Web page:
Seek out Criticism

It’s true, mom, dad, your wife, husband, brother or sister….even Fido aren’t going to tell you the truth about how good you are.

And this is a good thing, we want our family, friends and the family dog to support us and lift us up when we are down. Who doesn’t like a wet nose pressed against their cheek in love.

If you want to get better though, if you want to develop, to grow, to stretch yourself beyond where you are now, you have to know where you aren’t that great.

That means consciously asking for the very thing you try to avoid.

Criticism.

Nobody likes receiving it without an invitation and most people are not adapt at actually delivering criticism in a way that serves the highest growth of the other person. People are generally self-guided when delivering critique, founded in their need to be right, to feel superior and to validate their views of the world.  Criticism is a sacred duty to help the other person get better.

So, if you want to get better…you have to seek it out.

And that means you also have to be ready for replies that are completely self-guided, tipped with poison and laced with the thinnest veil of brotherhood, beneath which rests – the true intent of cutting you down a peg or two.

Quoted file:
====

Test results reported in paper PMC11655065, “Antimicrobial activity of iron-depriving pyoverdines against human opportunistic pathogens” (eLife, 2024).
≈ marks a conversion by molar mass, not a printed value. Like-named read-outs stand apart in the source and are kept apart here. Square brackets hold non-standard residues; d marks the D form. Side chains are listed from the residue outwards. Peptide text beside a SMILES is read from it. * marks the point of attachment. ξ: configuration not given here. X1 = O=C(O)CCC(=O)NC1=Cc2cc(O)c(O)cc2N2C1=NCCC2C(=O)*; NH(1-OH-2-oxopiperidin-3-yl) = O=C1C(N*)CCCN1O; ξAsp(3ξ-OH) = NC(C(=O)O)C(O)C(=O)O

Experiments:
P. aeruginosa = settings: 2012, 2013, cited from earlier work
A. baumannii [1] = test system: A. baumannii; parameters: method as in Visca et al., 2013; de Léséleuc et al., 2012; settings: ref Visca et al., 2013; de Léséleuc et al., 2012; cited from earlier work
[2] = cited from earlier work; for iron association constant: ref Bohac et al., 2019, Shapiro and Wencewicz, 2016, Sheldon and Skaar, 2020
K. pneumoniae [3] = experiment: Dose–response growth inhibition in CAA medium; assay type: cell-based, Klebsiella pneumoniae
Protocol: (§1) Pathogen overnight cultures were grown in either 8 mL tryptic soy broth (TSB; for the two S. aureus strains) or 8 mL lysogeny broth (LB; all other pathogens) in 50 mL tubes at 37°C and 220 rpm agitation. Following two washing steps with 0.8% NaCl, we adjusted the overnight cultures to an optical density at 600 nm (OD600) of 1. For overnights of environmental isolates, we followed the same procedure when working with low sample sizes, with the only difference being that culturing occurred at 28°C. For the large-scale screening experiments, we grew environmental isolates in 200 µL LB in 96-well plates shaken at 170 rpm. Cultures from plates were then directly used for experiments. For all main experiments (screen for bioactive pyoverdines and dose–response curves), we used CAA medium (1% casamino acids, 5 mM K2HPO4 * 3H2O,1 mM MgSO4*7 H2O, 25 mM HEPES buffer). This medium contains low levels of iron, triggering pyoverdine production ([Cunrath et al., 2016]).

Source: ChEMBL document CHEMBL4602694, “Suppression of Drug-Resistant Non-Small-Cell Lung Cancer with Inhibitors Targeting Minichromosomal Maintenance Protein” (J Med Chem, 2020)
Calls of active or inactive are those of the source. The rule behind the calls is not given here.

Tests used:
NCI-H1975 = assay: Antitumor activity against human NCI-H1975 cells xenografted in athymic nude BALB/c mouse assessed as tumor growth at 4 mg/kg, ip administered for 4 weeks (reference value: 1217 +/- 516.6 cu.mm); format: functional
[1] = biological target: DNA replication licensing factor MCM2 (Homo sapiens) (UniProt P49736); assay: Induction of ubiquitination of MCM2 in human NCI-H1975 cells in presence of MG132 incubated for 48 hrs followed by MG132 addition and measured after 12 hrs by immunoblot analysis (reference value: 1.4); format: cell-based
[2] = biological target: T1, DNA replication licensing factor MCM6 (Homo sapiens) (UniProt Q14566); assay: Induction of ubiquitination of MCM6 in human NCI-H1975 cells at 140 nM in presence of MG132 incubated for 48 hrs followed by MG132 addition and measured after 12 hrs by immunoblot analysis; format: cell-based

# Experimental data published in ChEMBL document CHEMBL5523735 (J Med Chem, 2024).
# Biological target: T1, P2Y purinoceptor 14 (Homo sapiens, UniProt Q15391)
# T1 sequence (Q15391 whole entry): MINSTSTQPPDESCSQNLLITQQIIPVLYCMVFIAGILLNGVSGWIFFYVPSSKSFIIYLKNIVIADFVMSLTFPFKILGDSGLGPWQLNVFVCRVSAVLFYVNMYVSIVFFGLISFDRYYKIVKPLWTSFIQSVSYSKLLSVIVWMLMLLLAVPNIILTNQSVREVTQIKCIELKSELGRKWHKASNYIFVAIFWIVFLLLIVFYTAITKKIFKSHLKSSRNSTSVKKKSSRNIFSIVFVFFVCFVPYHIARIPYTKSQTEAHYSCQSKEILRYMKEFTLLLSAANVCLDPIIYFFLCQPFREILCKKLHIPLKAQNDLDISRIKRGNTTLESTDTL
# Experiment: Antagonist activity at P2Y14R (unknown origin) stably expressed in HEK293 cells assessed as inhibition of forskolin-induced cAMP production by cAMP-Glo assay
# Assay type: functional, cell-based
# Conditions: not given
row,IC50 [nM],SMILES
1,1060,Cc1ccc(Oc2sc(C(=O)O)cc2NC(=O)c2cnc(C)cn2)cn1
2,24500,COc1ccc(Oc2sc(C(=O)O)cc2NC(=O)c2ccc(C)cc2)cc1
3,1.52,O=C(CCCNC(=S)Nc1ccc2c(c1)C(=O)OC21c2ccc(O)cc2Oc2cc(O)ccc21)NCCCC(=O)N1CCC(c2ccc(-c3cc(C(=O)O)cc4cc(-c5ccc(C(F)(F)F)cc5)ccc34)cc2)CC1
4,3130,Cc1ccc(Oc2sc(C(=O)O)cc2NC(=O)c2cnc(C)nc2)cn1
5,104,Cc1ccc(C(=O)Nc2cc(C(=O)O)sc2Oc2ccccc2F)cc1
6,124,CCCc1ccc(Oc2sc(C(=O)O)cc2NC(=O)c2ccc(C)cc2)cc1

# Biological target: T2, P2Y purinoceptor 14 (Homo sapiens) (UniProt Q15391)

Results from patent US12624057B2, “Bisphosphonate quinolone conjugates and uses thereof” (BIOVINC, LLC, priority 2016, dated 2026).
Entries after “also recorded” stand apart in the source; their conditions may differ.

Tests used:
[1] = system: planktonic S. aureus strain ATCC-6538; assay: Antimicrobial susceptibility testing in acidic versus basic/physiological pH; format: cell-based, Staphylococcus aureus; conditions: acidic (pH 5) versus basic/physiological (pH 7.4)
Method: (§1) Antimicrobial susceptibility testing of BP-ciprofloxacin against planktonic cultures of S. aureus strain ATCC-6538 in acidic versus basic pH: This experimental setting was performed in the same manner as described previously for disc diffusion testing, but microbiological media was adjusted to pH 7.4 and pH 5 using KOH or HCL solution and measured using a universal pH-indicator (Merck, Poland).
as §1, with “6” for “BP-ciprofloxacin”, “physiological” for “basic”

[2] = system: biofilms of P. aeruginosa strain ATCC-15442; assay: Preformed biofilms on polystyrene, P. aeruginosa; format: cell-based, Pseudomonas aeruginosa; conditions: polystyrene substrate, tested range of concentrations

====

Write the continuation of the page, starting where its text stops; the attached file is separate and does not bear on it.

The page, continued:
There are ways you can inoculate yourself against this, starting with:

 

1 – Make sure you actually want the criticism.

Sounds basic enough and yet it’s important enough to warrant first place. If you don’t truly want something, don’t ask for it.

 

2 – Choose your Critique-Partners carefully.

Not everyone has the nuanced skill of language to positively articulate where you can improve. Choose someone that can. Secondly, not everyone has your best interests at heart. Choose someone that does.

 

3 – Declare the Boundaries

Be very clear on what you want critiqued. Define your boundaries so the other person knows specifically what you want feedback on…and what you don’t.

 

4 – It’s a choice

The great news with critique is you get to choose if it’s valid for you. Just because someone believes a painting is great, doesn’t mean everyone has to believe the painting is great. The skill in receiving criticism is 1 – listen openly and 2 – decide if it’s valid for you.

 

4 – Put your ego aside

Let’s face it; you probably won’t like the critique. If you take it on though, and follow points 1-4, it will very likely make you better, and from better, it’s only a short jump to great…and beyond.

Hit me up on the comments and let me know your thoughts.

Until next time.
Chris

 

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